Thursday, March 05, 2009

Leave Masonic Avenue alone 2

Goodplanner writes:
Masonic Avenue is only one of three signal-controlled roads between the Great Highway and Divisidero suitable for traffic. The others are Park Presidio and Stanyan. There is an active proposal to take out a lane on Van Ness.

Meanwhile, Park Presidio congestion is so bad that it takes three of four signal cycles to clear lights at places like Fulton and Lincoln during rush hours. Much of this traffic is going to/from jobs in places like Marin and San Mateo Counties (and remember that 22 percent of San Francisco does not work in San Francisco).

The issue with Masonic has to be looked at in a larger context of trying to get across San Francisco. Should we be encouraging traffic off of Masonic and onto Stanyan or Divisadero?Shouldn't residents of all of these streets have at least some input, or should be ignore neighborhood concerns and add traffic in front of people's homes without really telling them?

Some roadways are suitable for bicycle lanes. Some are better left alone for cars to drive, and bicyclists should be discouraged from these streets.

Masonic is a scary experience for traffic, buses, pedestrians and bicylists; it does need to be rethought. However, the program should be based on how to make things safer for everyone---and not just summarily give it over to bicyclists. The SFCTA's willingness to do further study illustrates how several of the Bicycle Plan projects are proposed in a vacuum of neighborhood discussion; still, the study should be better funded to do it right, and it should include everything from Arguello to Webster.

There seems to be this thought that getting rid of traffic shifts people to other modes. Have you tried to get a seat on Muni lately? Everywhere we start taking lanes in the Bicycle Plan, we really need to add more bus seats during peak hours---or forgo the project; to just take lanes makes things worse for everyone.

Rob writes:
"Some roadways are suitable for bicycle lanes. Some are better left alone for cars to drive, and bicyclists should be discouraged from these streets."

Masonic is one of those streets, because traffic moves so well and quickly between Geary and Fell in spite of all the traffic lights. I ride the #43 all the time, and it moves very well---now. According to the DEIR on the Bicycle Plan, it won't continue to do so if the city takes away traffic lanes to make bike lanes.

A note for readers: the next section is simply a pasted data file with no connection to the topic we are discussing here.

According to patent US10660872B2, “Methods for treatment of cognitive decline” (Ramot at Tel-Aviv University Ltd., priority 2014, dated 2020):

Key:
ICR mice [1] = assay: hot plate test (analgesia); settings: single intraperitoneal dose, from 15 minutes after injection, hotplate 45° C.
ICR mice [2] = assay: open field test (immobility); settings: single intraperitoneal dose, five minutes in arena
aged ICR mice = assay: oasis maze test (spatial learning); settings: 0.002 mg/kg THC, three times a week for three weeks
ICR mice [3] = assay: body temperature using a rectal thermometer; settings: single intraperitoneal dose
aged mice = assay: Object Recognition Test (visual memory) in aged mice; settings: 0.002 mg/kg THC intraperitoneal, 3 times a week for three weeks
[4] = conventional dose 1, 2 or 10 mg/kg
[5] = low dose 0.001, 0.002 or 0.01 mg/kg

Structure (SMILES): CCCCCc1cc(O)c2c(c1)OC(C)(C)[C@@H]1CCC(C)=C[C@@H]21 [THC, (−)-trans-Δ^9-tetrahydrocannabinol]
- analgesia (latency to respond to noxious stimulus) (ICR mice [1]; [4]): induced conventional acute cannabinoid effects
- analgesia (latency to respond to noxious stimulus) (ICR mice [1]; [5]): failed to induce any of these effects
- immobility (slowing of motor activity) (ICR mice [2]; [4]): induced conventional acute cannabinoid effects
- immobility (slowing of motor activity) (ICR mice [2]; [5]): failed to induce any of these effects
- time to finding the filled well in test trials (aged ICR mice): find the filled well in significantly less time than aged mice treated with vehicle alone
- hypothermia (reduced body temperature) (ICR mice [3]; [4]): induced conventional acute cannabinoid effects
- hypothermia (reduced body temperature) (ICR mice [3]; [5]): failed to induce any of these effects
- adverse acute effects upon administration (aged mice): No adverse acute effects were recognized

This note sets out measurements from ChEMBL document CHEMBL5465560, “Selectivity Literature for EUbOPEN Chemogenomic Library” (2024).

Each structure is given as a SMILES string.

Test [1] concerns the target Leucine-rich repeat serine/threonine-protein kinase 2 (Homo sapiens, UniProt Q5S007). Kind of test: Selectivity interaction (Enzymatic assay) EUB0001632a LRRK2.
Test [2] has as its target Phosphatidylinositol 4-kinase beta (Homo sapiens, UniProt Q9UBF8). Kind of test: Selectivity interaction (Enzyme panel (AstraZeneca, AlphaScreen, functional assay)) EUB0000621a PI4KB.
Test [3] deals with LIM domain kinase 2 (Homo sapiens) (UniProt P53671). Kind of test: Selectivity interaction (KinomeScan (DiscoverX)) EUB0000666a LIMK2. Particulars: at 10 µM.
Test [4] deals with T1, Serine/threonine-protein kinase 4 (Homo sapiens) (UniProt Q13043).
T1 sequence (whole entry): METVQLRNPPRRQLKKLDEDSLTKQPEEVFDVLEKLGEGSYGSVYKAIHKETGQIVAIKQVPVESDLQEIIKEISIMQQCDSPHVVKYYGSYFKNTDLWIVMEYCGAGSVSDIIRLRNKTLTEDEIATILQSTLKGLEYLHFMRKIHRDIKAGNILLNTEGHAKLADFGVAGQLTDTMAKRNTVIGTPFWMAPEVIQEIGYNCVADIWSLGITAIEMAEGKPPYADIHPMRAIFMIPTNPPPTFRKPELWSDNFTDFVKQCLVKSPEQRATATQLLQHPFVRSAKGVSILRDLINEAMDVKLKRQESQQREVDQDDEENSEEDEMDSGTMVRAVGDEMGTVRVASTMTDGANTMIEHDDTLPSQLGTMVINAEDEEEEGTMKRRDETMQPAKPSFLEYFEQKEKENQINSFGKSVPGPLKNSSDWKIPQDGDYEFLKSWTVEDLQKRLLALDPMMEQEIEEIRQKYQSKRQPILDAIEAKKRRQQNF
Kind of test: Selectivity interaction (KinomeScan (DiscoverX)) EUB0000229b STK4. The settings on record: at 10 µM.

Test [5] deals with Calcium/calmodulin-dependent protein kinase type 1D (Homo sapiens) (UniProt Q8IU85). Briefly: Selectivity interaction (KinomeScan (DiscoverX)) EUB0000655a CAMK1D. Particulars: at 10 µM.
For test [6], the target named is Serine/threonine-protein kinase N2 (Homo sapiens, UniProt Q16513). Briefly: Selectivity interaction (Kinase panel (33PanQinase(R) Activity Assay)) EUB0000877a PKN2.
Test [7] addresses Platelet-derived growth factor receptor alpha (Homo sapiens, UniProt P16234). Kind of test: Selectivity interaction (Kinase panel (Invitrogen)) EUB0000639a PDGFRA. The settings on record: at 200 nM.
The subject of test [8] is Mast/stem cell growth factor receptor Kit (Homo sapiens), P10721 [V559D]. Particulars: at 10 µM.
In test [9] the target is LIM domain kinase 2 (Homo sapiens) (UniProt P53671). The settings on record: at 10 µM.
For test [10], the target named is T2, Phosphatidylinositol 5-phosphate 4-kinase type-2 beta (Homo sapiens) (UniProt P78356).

"Masonic is a scary experience for traffic, buses, pedestrians and bicylists; it does need to be rethought. However, the program should be based on how to make things safer for everyone---and not just summarily give it over to bicyclists."

I agree that Masonic shouldn't be given over to the bike people, but I disagree that Masonic is now particularly dangerous for anyone, especially passengers on the #43 line. Neither the MTA's San Francisco 2007 Collision Report of October, 2008 nor the 2005-2006 San Francisco Bicycle Injury Collision Report---both available through the MTA website---show that Masonic Avenue is particularly dangerous for anyone, though I wouldn't ride a bike on that street. But then I wouldn't ride a bike anywhere in SF.

The San Francisco 2007 Collision Report
doesn't list Masonic on its list of 17 of the "Highest Muni Injury Collision Areas" in the city. It does, however, list the #43 as one of the "Highest Injury Muni Collision Lines," with 15 such collisions over three years, 2005 through 2007. Compare that total to 44 injury collisions for the F Market streetcar or 35 for the #38 Geary line. But it doesn't say on what part of the #43 line those accidents happen, and, since the #43 isn't listed on the Highest Muni Injury Collision Areas list, I suspect most of these accidents happen on other parts of the line, like when the #43 turns onto Haight Street off Cole Street on its way to Masonic Ave. The Bicycle Plan applies only to Masonic between Fell Street and Geary Blvd.

"There seems to be this thought that getting rid of traffic shifts people to other modes. Have you tried to get a seat on Muni lately? Everywhere we start taking lanes in the Bicycle Plan, we really need to add more bus seats during peak hours---or forgo the project; to just take lanes makes things worse for everyone."

Exactly. The bike fantasy involves the assumption that if you punish drivers enough they'll abandon their cars and take up cycling instead, that if you take away a traffic lane and/or street parking on Masonic to make bike lanes, cycling on that street will take a quantum leap. There's absolutely no evidence for that assumption, and, as you say, it's only going to make traffic worse for everyone. But don't forget that the bike people like traffic jams, so that they can weave in and out of stalled cars, trucks, and buses and thus demonstrate the superiority of their transportation "mode." That's why they opposed the garage under the Concourse in Golden Gate Park. The bike people oppose anything that makes it convenient to drive in the city, which is why they want to screw up Masonic Avenue for motorists.

I agree that Muni is the only serious alternative to driving a car in the city, but the SFBC and the bike people aren't really interested in Muni, as you can see from their website, where it's rarely mentioned. It's all about bikes with them, and their anti-car bias---which they aren't shy about proclaiming---treats city drivers as if they are the enemy, even though there are 465,905 cars, trucks, and motorcycles registered in SF, more than 1,000 Muni vehicles on our streets, all our goods are delivered by trucks, and millions of tourists drive in the city every year.

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9 Comments:

At 1:14 PM, Blogger murphstahoe said...

"I agree that Muni is the only serious alternative to driving a car in the city, but the SFBC and the bike people aren't really interested in Muni, as you can see from their website, where it's rarely mentioned"

Typical sleight of hand. Of course MUNI is not a priority of the Bike Coalition - it is after all the "Bike" Coalition. But your comment is completely misleading - membership in the bike coalition does not preclude membership in transit organizations, where those issues are addressed. If you looked at the intersection of SFBC and WalkSF or Rescue Muni you would see a sizeable overlap.

"Millions of tourists drive in the city every year"

and of course, they hate bikes.